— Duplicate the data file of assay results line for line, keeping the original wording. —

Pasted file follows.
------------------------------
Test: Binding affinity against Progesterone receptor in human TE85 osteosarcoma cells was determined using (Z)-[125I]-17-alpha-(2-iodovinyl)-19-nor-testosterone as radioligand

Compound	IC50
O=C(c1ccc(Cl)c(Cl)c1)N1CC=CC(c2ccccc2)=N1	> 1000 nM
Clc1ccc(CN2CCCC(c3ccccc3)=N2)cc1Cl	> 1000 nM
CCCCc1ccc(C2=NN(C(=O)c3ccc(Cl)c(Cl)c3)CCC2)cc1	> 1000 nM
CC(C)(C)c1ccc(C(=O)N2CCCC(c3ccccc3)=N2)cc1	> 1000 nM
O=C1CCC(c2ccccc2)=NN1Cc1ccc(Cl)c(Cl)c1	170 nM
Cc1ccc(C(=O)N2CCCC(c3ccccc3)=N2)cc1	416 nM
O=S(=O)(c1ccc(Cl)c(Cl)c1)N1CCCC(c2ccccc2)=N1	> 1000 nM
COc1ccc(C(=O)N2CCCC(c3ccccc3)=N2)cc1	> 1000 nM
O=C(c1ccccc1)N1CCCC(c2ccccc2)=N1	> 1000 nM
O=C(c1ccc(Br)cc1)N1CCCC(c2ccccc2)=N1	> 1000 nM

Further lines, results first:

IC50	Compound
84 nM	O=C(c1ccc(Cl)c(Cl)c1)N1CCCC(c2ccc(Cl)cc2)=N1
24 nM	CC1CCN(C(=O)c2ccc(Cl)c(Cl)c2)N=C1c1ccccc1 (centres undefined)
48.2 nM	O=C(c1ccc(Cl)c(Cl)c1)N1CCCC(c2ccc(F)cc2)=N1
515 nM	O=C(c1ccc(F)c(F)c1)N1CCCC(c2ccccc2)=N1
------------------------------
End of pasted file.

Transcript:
Test: Binding affinity against Progesterone receptor in human TE85 osteosarcoma cells was determined using (Z)-[125I]-17-alpha-(2-iodovinyl)-19-nor-testosterone as radioligand

Compound	IC50
O=C(c1ccc(Cl)c(Cl)c1)N1CC=CC(c2ccccc2)=N1	> 1000 nM
Clc1ccc(CN2CCCC(c3ccccc3)=N2)cc1Cl	> 1000 nM
CCCCc1ccc(C2=NN(C(=O)c3ccc(Cl)c(Cl)c3)CCC2)cc1	> 1000 nM
CC(C)(C)c1ccc(C(=O)N2CCCC(c3ccccc3)=N2)cc1	> 1000 nM
O=C1CCC(c2ccccc2)=NN1Cc1ccc(Cl)c(Cl)c1	170 nM
Cc1ccc(C(=O)N2CCCC(c3ccccc3)=N2)cc1	416 nM
O=S(=O)(c1ccc(Cl)c(Cl)c1)N1CCCC(c2ccccc2)=N1	> 1000 nM
COc1ccc(C(=O)N2CCCC(c3ccccc3)=N2)cc1	> 1000 nM
O=C(c1ccccc1)N1CCCC(c2ccccc2)=N1	> 1000 nM
O=C(c1ccc(Br)cc1)N1CCCC(c2ccccc2)=N1	> 1000 nM

Further lines, results first:

IC50	Compound
84 nM	O=C(c1ccc(Cl)c(Cl)c1)N1CCCC(c2ccc(Cl)cc2)=N1
24 nM	CC1CCN(C(=O)c2ccc(Cl)c(Cl)c2)N=C1c1ccccc1 (centres undefined)
48.2 nM	O=C(c1ccc(Cl)c(Cl)c1)N1CCCC(c2ccc(F)cc2)=N1
515 nM	O=C(c1ccc(F)c(F)c1)N1CCCC(c2ccccc2)=N1